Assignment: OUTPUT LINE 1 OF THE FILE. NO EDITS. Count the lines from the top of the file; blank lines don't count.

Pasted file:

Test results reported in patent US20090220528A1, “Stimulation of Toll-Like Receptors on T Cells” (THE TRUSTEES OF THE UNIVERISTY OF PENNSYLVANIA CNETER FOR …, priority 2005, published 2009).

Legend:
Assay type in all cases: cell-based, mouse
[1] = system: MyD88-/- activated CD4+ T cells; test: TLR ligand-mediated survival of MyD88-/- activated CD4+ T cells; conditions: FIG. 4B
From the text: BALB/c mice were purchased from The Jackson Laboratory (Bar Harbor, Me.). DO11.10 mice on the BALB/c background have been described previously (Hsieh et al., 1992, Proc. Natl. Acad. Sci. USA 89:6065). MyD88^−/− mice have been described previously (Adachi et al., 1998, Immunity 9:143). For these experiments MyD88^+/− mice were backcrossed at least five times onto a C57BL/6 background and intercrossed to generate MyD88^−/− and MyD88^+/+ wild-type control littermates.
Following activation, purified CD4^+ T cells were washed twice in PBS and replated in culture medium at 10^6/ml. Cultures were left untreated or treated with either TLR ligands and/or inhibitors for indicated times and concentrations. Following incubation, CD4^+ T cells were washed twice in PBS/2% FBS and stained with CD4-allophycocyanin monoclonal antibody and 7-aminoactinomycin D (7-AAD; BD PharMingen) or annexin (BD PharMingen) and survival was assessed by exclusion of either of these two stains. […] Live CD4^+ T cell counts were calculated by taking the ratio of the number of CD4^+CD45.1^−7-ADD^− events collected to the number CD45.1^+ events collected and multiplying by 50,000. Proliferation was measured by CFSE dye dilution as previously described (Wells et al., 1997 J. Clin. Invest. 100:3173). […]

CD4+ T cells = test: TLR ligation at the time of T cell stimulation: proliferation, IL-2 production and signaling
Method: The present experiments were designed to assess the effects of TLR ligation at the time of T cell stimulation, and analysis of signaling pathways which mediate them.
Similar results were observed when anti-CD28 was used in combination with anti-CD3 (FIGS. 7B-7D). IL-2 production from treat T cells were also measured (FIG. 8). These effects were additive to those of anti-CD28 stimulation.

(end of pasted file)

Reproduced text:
Test results reported in patent US20090220528A1, “Stimulation of Toll-Like Receptors on T Cells” (THE TRUSTEES OF THE UNIVERISTY OF PENNSYLVANIA CNETER FOR …, priority 2005, published 2009).